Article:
In the Ryzen 7000 (Raphael) processors, AMD continued to use a multi-chip layout, combining a 6-nm I/O IOD crystal and up to two 5-nm CCD chiplets with Zen 4 cores on a single PCB. pieces are traditionally managed with one chiplet, but, as it turned out, not always. Among them was a sample of the Ryzen 5 7600X, which fell into the hands of the German overclocker Roman “der8auer” Hartung.
As a reminder, the AMD Ryzen 5 7600X is a 6-core/12-thread Zen 4 processor with 32 MB of L3 cache and a clock speed of 4.7 to 5.3 GHz. Having removed the heat-spreading cover, der8auer found two CCD-crystals, that is, initially this copy of the Ryzen 5 7600X was supposed to be the Ryzen 9 7900X or Ryzen 9 7950X. In the final product, one of the chiplets was completely deactivated, while six of the eight Zen 4 cores remained active on the second.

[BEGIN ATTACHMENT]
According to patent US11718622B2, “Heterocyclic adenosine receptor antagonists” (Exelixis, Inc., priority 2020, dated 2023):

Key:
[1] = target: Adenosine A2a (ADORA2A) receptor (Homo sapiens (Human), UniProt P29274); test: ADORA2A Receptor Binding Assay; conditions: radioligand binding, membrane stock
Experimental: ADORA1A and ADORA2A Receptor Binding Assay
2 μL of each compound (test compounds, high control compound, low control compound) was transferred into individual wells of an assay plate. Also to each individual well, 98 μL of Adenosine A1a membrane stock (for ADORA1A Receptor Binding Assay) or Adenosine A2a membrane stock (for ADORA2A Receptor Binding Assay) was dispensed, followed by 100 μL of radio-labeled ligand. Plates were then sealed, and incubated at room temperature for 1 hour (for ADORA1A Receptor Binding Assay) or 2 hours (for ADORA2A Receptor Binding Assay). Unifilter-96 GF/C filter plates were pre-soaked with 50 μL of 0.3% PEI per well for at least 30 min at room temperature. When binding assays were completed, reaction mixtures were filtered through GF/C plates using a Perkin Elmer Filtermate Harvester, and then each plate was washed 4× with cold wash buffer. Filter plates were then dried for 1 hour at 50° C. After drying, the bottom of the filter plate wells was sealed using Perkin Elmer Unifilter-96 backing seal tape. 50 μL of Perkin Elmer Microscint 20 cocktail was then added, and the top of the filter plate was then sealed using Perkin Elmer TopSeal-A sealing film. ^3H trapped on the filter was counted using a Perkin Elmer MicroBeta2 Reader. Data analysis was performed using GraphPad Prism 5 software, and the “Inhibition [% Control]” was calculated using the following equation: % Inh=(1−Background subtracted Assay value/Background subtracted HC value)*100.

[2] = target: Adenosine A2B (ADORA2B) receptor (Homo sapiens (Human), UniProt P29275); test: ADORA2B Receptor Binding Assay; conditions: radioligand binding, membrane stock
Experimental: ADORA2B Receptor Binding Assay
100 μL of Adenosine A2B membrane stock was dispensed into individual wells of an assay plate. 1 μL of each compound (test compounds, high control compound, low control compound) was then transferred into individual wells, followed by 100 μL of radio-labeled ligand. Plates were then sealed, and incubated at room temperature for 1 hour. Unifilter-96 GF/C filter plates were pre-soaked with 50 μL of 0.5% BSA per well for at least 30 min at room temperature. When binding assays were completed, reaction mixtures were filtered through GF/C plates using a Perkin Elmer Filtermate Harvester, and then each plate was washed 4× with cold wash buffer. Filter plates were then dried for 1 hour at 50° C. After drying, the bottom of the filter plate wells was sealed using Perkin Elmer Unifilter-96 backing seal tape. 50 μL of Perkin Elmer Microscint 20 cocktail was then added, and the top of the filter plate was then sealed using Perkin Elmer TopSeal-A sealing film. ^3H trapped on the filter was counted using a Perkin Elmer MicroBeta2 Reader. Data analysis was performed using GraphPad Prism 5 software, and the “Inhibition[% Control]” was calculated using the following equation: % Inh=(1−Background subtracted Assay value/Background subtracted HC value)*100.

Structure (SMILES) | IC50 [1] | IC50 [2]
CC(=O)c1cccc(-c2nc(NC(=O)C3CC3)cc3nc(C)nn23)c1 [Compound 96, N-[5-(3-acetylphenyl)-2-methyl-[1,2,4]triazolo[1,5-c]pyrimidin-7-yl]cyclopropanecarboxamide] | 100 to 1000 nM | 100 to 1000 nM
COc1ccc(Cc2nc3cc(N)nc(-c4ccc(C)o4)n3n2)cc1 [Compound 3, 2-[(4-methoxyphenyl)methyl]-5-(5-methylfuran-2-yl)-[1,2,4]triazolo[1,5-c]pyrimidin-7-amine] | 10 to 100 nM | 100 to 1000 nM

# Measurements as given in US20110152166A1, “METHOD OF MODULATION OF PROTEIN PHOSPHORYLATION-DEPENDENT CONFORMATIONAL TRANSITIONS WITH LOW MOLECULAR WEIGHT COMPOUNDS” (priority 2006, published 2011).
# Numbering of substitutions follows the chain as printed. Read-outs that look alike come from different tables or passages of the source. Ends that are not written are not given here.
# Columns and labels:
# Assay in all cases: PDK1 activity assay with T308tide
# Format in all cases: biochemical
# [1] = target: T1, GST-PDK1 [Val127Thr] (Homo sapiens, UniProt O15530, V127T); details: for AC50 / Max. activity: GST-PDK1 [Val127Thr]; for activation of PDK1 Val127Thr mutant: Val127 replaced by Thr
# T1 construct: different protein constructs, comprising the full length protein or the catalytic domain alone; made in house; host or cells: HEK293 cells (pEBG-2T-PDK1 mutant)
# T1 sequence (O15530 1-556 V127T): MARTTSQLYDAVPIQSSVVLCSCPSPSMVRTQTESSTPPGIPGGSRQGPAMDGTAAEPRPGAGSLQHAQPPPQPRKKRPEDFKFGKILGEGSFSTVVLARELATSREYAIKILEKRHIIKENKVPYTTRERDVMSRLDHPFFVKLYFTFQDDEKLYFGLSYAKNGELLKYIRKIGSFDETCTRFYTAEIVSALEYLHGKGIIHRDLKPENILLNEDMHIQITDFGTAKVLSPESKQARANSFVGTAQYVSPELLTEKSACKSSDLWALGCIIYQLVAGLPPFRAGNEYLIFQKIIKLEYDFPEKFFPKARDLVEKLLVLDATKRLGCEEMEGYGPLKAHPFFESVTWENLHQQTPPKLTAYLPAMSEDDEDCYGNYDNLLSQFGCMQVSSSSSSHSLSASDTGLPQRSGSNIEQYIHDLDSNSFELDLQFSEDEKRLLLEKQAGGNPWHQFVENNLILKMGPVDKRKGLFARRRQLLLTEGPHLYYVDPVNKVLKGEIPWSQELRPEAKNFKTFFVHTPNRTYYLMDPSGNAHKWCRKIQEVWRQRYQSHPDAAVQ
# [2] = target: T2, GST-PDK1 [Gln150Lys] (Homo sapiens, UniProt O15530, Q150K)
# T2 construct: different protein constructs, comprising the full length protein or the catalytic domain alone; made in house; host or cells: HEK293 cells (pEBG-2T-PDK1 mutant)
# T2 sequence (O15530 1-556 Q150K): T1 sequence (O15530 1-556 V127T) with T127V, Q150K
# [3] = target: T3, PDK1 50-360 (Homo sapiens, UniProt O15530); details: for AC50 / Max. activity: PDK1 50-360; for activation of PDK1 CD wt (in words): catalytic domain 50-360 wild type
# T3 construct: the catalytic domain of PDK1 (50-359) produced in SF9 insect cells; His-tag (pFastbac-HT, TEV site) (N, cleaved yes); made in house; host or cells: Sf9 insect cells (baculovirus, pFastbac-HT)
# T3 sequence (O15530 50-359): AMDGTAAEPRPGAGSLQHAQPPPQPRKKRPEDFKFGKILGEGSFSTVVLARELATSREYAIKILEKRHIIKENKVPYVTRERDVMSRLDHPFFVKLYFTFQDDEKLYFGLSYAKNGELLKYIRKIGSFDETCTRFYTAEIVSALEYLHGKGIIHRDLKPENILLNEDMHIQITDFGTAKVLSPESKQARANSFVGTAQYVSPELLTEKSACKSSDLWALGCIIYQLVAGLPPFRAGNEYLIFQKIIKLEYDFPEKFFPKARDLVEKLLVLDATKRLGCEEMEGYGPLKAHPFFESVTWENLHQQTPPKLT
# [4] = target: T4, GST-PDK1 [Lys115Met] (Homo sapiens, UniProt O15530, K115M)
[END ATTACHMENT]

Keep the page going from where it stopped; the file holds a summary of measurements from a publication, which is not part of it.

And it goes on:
Unfortunately, there is no need to talk about unlocking additional cores, as was the case with old AMD processors. The above Ryzen 5 7600X scalping experiment sheds light on the chipmaker’s inner workings and what happens to defective Ryzen 9 CPU samples. It doesn’t matter to the end user how many CCDs are under the hood of 6-/8-core Ryzen 7000 CPUs.